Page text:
A New Stink in Najaf
Adnan Al-Zurfi, the former governor of Najaf Province under the Coalition Provisional Authority and Allawi’s government, is claiming that his brother Emad Al-Zurfi was abducted by armed men on Thursday night in the town of Kufa, near Najaf. The militants arrived in two Opel sedans and claimed to be policemen, according to Al-Zurfi, before taking his brother to an undisclosed location. Al-Zurfi had won a seat on Najaf’s Provincial Council in the last elections in January, and left the governor’s office a month later after failing to secure enough votes for re-election in the council. He had spoken today via telephone to Aswat Al-Iraq website, and said that the ‘kidnapping’ probably had something to do with the upcoming elections, thus pressuring him to withdraw his slate “Al-Wala’ lil Najaf” (Loyalty To Najaf).
Which is weird, because a few days earlier, several Iraqi websites carried a story from the “Shams Al-Iraq” news agency (couldn’t locate it myself, and is probably a phony front for someone) titled “Al-Zurfi in the grip of justice.” The story claims that a court in Najaf had ordered the arrest of Emad Abid Khudhayir Al-Zurfi. The court order came at the heels of confessions made by another detainee, Abdel-Aal Al-Koufi who was commander of the Emergency Battalion of Najaf and who took responsibility for the murder of the sons of Najaf’s former police chief, Ghalib Al-Jeza’iri, among other crimes. The story alleges that Al-Koufi’s confessions implicated Emad Al-Zurfi, Adnan’s brother.
The story also claims that Adnan Al-Zurfi (a US citizen) had fled back to Washington DC, and notes his former association with the Iraqi Reconstruction and Development Council, a Pentagon-backed group of Iraqi exiles who acted as advisers to General Jay Garner and then Paul Bremer, and later occupied key positions in the Allawi government. The former police chief of Najaf whose sons were murdered, was also a member of the IRDC.
Adnan Al-Zurfi, who hails from the village of Zurfiyya near Najaf, claims to have participated in the 1991 uprising in southern Iraq. He made it across the border to a Saudi refugee camp called Rafha. At the camp, he was arrested and imprisoned by Saudi authorities over allegations that he had set up a ‘security committee’ under the auspices of the Da’awa Islamic Party, and had tortured other refugees in the camp, according to sources familiar with the incident. There were even claims that Al-Zurfi’s security committee had tried and executed a man on charges of working for Saddam’s secret police while inside the Saudi camp. The body was never found.
Al-Zurfi: America's face in Najaf...
Al-Zurfi was resettled in Texas in the early 1990s. His name was in the headlines back in August 2004 when he sanctioned, as governor, the use of American forces in battling Muqtada Al-Sadr’s militia inside the sacrosanct shrine city of Najaf. His last act in office, after doing poorly at the polls, was to allow Sadr’s militia to regain control of the symbolic Kufa Mosque, where the ‘patron saint’ of Shi’ism, Imam Ali, used to hold Friday prayers. Being a member of Al-Da’awa, Al-Zurfi had strained relations with Ghalib Al-Jeza’iri, a former officer with rank of ‘colonel’ in the Badr Brigades, and who is an alien resident in the US. In October 1999, Al-Jeza’iri traveled to the United States from Iran as a delegate to the INC’s General Assembly conference in New York, but he sought political asylum and stayed. He was not considered mentally stable in Iraqi opposition circles.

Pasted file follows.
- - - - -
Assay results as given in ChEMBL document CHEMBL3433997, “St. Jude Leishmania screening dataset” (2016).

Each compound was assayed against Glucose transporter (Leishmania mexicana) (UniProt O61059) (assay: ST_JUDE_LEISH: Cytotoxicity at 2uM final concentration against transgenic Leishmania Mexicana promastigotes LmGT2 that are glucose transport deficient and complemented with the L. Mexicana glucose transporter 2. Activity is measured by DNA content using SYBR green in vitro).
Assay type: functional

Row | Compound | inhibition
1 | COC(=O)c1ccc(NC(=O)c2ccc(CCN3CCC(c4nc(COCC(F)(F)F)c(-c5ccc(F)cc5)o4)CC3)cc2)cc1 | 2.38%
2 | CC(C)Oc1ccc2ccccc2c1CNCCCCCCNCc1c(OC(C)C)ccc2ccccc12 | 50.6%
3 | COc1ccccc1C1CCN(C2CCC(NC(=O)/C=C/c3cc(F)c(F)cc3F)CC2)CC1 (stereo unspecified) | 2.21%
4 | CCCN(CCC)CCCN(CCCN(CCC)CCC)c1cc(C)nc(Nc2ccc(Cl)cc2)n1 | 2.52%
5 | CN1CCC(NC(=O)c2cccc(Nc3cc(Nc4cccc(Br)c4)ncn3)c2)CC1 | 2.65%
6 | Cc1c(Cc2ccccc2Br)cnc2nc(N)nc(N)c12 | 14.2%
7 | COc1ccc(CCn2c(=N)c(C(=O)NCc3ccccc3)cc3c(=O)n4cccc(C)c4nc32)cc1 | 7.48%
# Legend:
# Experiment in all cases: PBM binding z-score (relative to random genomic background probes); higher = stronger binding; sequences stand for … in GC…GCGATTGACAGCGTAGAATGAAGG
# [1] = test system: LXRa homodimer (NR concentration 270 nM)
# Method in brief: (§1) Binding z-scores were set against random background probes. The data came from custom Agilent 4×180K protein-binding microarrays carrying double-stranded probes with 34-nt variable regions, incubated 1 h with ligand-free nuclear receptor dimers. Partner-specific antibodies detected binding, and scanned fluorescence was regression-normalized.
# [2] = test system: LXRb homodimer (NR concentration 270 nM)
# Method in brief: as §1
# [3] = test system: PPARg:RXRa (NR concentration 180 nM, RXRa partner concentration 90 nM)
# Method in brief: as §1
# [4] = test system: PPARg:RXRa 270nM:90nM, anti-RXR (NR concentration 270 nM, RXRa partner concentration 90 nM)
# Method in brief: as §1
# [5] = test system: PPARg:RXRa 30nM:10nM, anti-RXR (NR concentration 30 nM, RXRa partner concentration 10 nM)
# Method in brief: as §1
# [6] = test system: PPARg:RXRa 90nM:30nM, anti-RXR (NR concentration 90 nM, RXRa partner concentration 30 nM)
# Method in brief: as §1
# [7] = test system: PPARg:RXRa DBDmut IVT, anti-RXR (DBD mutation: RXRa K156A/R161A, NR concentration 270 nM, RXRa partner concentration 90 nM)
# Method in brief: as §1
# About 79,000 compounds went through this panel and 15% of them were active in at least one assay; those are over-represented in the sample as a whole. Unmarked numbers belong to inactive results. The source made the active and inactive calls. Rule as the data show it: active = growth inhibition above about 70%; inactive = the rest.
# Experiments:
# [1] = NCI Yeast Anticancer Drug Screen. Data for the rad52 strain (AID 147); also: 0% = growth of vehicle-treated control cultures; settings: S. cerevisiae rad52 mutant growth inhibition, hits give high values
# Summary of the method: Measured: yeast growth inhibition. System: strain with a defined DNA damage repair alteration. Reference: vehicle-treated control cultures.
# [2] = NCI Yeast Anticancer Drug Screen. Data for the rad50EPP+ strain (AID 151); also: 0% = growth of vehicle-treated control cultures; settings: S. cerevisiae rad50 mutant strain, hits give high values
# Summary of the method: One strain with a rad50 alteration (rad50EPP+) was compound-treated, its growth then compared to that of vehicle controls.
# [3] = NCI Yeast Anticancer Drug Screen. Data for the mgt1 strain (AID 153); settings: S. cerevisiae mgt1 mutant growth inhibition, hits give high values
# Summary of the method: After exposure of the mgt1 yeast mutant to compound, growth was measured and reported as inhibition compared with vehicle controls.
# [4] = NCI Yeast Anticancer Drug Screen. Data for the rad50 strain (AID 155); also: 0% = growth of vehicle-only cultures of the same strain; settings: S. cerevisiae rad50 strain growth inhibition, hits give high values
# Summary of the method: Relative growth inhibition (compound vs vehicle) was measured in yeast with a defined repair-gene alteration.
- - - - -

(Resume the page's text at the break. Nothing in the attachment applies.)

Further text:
The IRDC was inspired by Paul Wolfowitz, but its track record—abysmal, and at times dangerously damaging to the US mission in Iraq—has not been investigated closely neither by journalists nor Congress. Maybe the reason was that it did not involve any angle concerning the deliciously-controversial Iraqi National Congress (Chalabi’s group). Wolfowitz jealously guarded his little baby, and effectively shut-out the INC. Some members of the IRDC’s early days used to show up at their Virginia offices in a drunken stupor. These were summarily fired, but senior management also knew about the backgrounds of men like Al-Zurfi and Al-Jeza’iri, but did not act on the information.
The average monthly salary for an IRDC member was approximately $12,000 a month. There were probably a total of 80 staffers at the hight of its activity. They began to be hired in January 2003, and most were stationed in Kuwait during the war. They did not begin arriving in Baghdad until a month after liberation (along with Garner and his staff). There are plenty of anectodal allegations of corruption that continue to swirl around this venture. And let's hope the story gets broken by a responsible and credible journalist, not a Bush-bashing looney leftie...Maybe then, just maybe, some of the well-established myths as to why Iraq is not doing well can be re-examined, and repairs prescribed.